Animal Species:Striped Scat, Selenotoca multifasciata (Richardson, 1846)

The Striped Scat is greenish to yellow above becoming silvery below. It feeds on small benthic invertebrates and detritus.

Striped Scat, Selenotoca multifasciata

Jonathan Regan © Jonathan Regan

Standard Common Name

Striped Scat

Alternative Name/s

Banded Scat, Barred Scat, Butterfish, John Dory, Johnny Dory, Old Maid, Southern Butter-fish, Striped Butterfish

Identification

The Striped Scat is a deep-bodied, compressed fish that has tiny ctenoid scales. The body is greenish to yellow above becoming silvery below. It has a variable pattern of 10 to 12 dark vertical bars on the side of the body. There are short bars and spots on the lower sides.

Size range

The species grows to 41 cm in length.

Distribution

The species occurs in the Western Pacific. In Australia this species is recorded from the central coast of Western Australia, around the tropical north and south to the central New South Wales coast.

The map below shows the Australian distribution of the species based on public sightings and specimens in Australian Museums. Click on the map for detailed information.  Source: Atlas of Living Australia.

Selenotoca multifasciata

Distribution by collection data

Ozcam map of Striped Scat specimens in the Australian Museum.

What does this mean?

Habitat

Adults are usually found schooling in sandy areas of estuaries and river mouths. Juveniles commonly enter freshwater streams.

Feeding and Diet

It feeds on small benthic invertebrates and detritus.

Danger to humans and first aid

Care must be taken if this species is handled. At the base if each fin spine is a venom gland. The fin spines can inflict painful wounds.

Classification

Species:
multifasciata
Genus:
Selenotoca
Family:
Scatophagidae
Order:
Perciformes
Class:
Actinopterygii
Subphylum:
Vertebrata
Phylum:
Chordata
Kingdom:
Animalia

What does this mean?

References

  1. Allen, G.R., Midgley, S.H. & M. Allen. 2002. Field Guide to the Freshwater Fishes of Australia. Western Australian Museum. Pp. 394.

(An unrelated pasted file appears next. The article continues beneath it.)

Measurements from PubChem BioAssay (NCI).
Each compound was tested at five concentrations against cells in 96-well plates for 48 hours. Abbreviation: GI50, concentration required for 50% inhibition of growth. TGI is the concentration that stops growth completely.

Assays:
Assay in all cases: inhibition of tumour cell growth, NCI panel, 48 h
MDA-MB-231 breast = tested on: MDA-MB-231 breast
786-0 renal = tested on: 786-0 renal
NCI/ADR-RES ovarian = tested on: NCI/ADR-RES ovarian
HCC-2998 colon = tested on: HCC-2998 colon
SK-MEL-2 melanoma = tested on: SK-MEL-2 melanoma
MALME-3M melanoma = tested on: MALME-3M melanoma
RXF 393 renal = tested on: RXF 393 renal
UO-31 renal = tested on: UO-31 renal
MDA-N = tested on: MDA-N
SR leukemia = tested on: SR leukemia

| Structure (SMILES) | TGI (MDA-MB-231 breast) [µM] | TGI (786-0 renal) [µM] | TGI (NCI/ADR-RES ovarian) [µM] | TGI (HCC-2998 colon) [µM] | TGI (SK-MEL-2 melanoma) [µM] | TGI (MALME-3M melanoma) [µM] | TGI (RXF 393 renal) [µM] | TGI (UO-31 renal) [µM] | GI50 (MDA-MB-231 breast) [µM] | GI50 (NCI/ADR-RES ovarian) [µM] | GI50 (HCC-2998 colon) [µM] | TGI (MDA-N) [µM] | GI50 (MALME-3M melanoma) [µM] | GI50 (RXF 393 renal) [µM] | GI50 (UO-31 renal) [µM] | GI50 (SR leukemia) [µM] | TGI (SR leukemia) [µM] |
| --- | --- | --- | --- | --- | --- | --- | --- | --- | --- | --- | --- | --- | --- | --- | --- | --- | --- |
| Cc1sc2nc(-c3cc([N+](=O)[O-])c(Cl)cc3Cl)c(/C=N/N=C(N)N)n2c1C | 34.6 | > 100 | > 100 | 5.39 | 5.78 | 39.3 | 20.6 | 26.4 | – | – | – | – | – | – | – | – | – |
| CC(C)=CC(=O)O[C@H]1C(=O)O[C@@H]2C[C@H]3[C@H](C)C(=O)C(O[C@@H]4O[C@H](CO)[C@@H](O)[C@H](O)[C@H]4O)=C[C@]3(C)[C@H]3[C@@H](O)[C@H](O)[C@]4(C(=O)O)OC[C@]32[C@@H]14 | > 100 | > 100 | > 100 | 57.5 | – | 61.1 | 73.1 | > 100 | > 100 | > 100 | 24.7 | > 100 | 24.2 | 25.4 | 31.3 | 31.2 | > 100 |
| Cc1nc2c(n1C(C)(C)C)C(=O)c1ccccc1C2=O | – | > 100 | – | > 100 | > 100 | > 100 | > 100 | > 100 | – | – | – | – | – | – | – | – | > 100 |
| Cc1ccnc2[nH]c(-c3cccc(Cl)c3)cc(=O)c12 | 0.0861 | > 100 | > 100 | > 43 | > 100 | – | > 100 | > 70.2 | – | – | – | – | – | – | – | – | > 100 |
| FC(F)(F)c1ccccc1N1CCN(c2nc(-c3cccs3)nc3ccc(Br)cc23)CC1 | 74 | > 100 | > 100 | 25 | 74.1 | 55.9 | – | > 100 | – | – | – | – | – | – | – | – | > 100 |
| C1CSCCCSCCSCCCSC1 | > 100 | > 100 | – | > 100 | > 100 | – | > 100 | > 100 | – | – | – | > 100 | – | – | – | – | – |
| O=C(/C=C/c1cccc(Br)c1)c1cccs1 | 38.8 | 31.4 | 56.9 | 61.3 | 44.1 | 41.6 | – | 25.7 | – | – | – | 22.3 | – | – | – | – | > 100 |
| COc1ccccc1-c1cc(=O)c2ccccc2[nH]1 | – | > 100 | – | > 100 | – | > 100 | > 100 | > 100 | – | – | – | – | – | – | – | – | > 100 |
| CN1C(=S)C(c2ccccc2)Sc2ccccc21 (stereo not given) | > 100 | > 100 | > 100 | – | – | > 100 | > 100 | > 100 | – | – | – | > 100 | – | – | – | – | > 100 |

2. Hoese, D.F., Bray, D.J., Paxton, J.R. & G.R. Allen. 2006. Fishes. In Beesley, P.L. & A. Wells. (eds) Zoological Catalogue of Australia. Volume 35. ABRS & CSIRO Publishing: Australia. parts 1-3, pages 1-2178.
  3. Kuiter, R.H. 2000. Coastal Fishes of South-eastern Australia. Gary Allen. Pp. 437.
  4. Merrick, J.R. & G.E. Schmida. 1984. Australian Freshwater Fishes. Biology and Management. John R. Merrick. Pp. 409.


Mark McGrouther , Collection Manager, Ichthyology
Last Updated:

Tags Fishes, Ichthyology, Striped Scat, Selenotoca multifasciata, Scatophagidae, green, yellow, silver, deep-bodied, 30 cm - 1 m, stripes or bands, tropical, pelagic, marine, adult,

4 comments

Rebecca Field - 11.08 AM, 23 August 2011

Hi Jane, I'm pleased that it is working for you.

jeboz - 10.08 AM, 23 August 2011
Thanks Rebecca, this time the red dots and green arrows came up so I can see it all. Jane
Rebecca Field - 8.08 AM, 08 August 2011

Hi jeboz.  When I click on the link to the map, I see a map of Australia with multiple green arrows and red squares that show the collection localities of specimens in the Australian Museum fish collection.  When I click on an arrow or square, the data is displayed.  Feel free to contact me if you don't see this.

jeboz - 1.08 PM, 05 August 2011
Hi I am trying to see this fish's distribution area. I've tried biomaps but only get the basic map information of names. Am I not using it properly?

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